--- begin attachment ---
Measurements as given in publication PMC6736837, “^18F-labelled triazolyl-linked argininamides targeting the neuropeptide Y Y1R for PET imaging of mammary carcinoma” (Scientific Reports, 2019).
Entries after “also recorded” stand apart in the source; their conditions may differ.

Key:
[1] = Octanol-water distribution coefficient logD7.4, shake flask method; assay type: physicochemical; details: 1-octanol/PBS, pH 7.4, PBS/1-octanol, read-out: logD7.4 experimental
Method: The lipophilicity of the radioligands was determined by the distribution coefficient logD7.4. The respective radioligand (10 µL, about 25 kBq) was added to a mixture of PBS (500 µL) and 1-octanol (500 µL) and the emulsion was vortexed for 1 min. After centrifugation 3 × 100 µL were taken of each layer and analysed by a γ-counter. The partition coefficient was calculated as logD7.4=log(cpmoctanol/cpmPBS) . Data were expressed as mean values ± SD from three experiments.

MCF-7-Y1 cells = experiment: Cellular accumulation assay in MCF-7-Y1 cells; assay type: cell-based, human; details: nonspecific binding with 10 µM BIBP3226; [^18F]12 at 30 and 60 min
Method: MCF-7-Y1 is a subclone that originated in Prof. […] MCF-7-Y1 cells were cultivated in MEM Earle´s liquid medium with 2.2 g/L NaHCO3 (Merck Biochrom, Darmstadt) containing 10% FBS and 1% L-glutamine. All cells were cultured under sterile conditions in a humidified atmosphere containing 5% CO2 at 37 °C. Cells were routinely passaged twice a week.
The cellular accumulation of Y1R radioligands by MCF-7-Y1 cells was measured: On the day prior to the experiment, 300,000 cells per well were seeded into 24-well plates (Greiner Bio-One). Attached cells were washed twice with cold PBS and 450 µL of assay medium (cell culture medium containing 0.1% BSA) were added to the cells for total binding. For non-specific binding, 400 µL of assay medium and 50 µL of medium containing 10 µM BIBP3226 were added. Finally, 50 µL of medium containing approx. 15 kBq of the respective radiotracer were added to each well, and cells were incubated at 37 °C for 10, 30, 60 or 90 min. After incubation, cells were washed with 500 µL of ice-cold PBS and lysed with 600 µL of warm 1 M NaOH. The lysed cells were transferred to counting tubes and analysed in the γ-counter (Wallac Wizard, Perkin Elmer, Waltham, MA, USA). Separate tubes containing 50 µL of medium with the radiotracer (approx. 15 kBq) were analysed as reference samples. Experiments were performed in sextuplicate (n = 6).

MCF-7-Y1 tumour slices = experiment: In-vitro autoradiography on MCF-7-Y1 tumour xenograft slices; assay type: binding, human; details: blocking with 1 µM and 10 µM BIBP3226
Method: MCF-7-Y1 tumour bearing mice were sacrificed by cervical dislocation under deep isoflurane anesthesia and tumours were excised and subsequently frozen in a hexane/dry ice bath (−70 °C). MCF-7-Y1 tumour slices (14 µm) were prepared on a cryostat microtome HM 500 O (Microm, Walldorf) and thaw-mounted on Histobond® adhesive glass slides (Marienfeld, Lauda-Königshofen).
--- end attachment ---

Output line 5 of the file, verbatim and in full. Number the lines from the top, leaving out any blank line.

Method: The lipophilicity of the radioligands was determined by the distribution coefficient logD7.4. The respective radioligand (10 µL, about 25 kBq) was added to a mixture of PBS (500 µL) and 1-octanol (500 µL) and the emulsion was vortexed for 1 min. After centrifugation 3 × 100 µL were taken of each layer and analysed by a γ-counter. The partition coefficient was calculated as logD7.4=log(cpmoctanol/cpmPBS) . Data were expressed as mean values ± SD from three experiments.